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Rodney Hits Prime Time

The East Bay restaurant owner gets a taste of celebrity chef stardom.


Photography by Matt EdgeFlashing a dinner plate–sized grin, chef Rodney Worth mugs for cameras and bumps fists with friends and fans at Blackhawk Plaza. Tonight is the night he’ll appear as a judge on Chef Wanted With Anne Burrell, a Food Network show in which chefs compete for a real job—in this case, the position of executive chef at The Pear Southern Bistro, Worth’s new restaurant in downtown Napa.

Wearing a chef’s smock and jeans, Worth, who owns six successful restaurants, has a lot to celebrate tonight, so he’s invited 1,000 friends and family to a dinner buffet and viewing party. Facing an enormous inflatable screen, Worth and his wife, Natalie, sit excitedly in the front row, surrounded by their young kids and Worth’s parents. “I can’t wait to see it,” exclaims the ever-affable Worth, before the show starts.

Worth has been waiting for this moment since June, when Burrell, the wild-eyed, platinum-haired host of Chef Wanted, arrived with a production team at his Napa restaurant to film. Worth, his wife, and Burrell are judges in the episode, which features four chefs who compete frantically to create several dishes: a duck entrée paired with Napa Valley wines, a brunch item, and a full dinner menu. At the end of each round, another chef runs the risk of being eliminated.  

Courtesy Food NetworkSpliced between emotional profiles of the competing chefs, the Worths see a lot of screen time, and each time they appear, the crowd at Worth’s party goes wild. The couple are naturals on camera: Natalie is cool and collected, and Rodney exudes his characteristic charisma and charm. He also brings the drama: Toward the end of the episode, Worth has a fiery, unscripted, and unrehearsed exchange with a contestant who has ruined pounds of top-grade Angus rib eye steaks.

Maybe Worth is so good on TV because he’s been waiting years for this chance. In 2009, Worth joined 200 other contestants in San Francisco for a Food Network casting call for The Next Food Network Star. After standing in line for hours, Worth did not get a screen test, but he believes the 10-minute meeting put him on the network’s radar. “Maybe I just wasn’t ready then,” Worth says now. One thing is for sure: When he got the call from the network earlier this year, he was ready.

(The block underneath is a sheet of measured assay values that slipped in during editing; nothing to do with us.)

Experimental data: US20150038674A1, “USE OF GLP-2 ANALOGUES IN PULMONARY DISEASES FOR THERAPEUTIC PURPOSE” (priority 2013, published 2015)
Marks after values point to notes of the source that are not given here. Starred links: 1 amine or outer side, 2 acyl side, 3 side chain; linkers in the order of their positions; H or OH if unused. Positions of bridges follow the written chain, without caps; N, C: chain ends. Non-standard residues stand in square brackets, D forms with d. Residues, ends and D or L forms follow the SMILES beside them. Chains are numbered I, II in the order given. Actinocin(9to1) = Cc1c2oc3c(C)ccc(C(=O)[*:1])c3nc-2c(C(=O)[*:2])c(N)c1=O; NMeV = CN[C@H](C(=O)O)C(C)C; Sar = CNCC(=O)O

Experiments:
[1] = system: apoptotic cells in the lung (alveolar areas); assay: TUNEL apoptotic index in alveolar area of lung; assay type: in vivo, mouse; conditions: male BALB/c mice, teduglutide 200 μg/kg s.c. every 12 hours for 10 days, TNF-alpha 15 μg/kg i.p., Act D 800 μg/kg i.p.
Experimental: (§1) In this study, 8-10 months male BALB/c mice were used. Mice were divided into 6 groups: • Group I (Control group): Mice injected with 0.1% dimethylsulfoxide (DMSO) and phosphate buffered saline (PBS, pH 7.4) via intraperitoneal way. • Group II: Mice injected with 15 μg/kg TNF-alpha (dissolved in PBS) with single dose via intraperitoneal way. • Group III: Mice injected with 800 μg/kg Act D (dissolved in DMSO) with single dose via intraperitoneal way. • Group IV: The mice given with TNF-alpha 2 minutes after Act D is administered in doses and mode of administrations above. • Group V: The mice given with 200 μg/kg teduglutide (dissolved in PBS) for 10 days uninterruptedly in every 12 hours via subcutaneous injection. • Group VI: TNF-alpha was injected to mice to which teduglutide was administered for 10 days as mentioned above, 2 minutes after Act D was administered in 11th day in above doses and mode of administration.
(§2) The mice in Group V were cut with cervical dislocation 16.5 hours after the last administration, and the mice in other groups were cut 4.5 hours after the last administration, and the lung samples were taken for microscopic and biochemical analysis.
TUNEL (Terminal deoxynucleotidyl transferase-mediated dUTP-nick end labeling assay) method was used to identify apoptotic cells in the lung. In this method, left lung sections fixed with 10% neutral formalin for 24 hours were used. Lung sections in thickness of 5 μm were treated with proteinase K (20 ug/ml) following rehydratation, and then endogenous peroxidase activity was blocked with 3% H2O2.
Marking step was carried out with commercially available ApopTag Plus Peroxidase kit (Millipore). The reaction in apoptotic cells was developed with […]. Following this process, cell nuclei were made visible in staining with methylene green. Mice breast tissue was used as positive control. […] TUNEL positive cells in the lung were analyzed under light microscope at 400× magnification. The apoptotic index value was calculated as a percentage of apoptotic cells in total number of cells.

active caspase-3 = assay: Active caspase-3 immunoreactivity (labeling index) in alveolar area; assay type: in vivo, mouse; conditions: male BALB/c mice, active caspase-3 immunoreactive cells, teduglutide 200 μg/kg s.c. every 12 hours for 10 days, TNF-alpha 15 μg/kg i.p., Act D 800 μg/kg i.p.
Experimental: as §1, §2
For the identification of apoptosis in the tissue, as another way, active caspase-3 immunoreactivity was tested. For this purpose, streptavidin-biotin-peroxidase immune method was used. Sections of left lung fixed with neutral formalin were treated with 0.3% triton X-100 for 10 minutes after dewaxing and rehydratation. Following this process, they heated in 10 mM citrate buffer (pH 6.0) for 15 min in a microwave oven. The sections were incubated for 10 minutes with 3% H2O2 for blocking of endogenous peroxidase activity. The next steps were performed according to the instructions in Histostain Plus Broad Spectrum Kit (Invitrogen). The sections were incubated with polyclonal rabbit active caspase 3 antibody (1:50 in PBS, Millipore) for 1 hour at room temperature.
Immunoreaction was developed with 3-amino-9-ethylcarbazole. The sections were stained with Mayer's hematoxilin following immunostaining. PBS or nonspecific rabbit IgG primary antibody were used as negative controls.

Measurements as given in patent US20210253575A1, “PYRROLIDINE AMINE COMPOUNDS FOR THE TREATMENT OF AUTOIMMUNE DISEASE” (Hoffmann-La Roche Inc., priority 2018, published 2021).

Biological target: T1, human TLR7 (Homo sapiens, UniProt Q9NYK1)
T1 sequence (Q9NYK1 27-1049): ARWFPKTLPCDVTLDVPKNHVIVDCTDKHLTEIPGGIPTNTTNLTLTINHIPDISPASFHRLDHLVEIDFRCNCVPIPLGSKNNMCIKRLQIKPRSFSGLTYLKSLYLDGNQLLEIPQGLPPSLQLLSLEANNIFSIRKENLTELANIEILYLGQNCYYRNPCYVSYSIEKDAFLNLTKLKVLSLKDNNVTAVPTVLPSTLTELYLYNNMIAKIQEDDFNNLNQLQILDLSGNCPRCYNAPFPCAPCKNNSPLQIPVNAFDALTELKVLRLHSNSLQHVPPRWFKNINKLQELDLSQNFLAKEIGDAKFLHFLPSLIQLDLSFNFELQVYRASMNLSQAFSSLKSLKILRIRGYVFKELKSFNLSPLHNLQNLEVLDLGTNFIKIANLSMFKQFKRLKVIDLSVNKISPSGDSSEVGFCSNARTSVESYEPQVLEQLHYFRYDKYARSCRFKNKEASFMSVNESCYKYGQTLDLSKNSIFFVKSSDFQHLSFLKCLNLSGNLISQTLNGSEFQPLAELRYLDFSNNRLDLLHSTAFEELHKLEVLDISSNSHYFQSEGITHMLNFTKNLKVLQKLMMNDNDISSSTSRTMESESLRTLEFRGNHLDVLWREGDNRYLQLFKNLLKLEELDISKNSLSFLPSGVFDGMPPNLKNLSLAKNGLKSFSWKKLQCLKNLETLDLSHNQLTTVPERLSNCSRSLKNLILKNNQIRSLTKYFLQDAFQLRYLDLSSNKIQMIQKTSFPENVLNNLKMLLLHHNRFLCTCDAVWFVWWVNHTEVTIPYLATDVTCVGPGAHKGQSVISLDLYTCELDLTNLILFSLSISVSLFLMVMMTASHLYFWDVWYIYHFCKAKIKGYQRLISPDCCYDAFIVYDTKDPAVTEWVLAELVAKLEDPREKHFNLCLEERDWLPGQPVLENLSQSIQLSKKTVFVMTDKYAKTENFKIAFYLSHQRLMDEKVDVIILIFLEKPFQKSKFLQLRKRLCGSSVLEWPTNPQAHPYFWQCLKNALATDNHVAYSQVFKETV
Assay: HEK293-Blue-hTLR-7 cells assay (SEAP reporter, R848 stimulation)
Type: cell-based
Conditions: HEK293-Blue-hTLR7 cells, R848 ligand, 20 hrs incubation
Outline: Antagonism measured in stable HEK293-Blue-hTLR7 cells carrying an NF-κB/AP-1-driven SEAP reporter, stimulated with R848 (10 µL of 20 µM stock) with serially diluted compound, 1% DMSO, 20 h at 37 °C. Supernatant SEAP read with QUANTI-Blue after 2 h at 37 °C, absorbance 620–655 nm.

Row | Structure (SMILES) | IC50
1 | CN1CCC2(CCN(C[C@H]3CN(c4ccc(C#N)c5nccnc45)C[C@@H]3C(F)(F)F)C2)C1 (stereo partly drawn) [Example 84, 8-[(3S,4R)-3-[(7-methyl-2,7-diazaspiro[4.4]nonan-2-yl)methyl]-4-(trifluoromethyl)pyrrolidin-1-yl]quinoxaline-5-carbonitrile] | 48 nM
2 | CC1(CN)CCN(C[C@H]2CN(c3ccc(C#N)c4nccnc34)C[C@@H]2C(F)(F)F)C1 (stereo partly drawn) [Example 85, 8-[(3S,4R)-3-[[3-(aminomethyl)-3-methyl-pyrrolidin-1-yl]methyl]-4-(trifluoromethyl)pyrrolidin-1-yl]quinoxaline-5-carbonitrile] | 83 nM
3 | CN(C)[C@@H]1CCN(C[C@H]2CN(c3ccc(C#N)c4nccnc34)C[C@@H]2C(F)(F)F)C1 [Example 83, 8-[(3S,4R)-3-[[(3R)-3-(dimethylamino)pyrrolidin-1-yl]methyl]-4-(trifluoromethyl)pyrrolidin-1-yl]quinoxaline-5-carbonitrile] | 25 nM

The day after the party, Worth leans back in his chair at The Peasant and the Pear in Danville, where he serves rustic comfort food. On this sunny fall morning, he takes time to reflect on his television appearance and the party, where he thanked the many people who have helped him over the last decade since he started his culinary career in a small sandwich shop with just $58 in his pocket.

The boyish 41-year-old scrolls through photos from the filming on his phone. “I have 500 new Facebook likes,” he says with a smile. “I guess an appearance on national television will do that for you.”

In recent months, Worth has been in the weeds—to borrow a restaurant phrase—and working his tail off. First, it was four days of filming with more than 50 production people, who completely reconfigured his Napa restaurant, including installing tinted film on the windows and relocating the entire bar. Then, it was hiring and training the winning chef, Ashurina Younan, from Winters, near Sacramento. After that, there were several months of phone calls and follow-ups with New York–based Food Network and the L.A.–based production company. All the while, Worth continued to manage his restaurants in Alamo and Danville, while also helping to raise his three kids.

Worth’s new restaurant on the riverfront in Napa is his first in Wine Country, and is perhaps his most ambitious project yet. It’s in the space once occupied by big-time Food Network chef Tyler Florence and around the corner from the eponymous restaurant owned by Iron Chef’s Masaharu Morimoto, also of Food Network fame. When the high-profile space opened up, Worth expressed interest, along with FOX Network star and international chef Gordon Ramsay. Somehow, Worth got the spot.  

Now that he’s had his own brush with celebrity chef stardom, Worth is looking to what’s next.

“I’d love to do more television,” he says. “But there are other things that may be more important to me. I coach Little League. I’ve never missed one of my kids’ games. I don’t know if I would ever want to get that big.”

The “Wine Country Clash” episode is available for online streaming via Xfinity On Demand.


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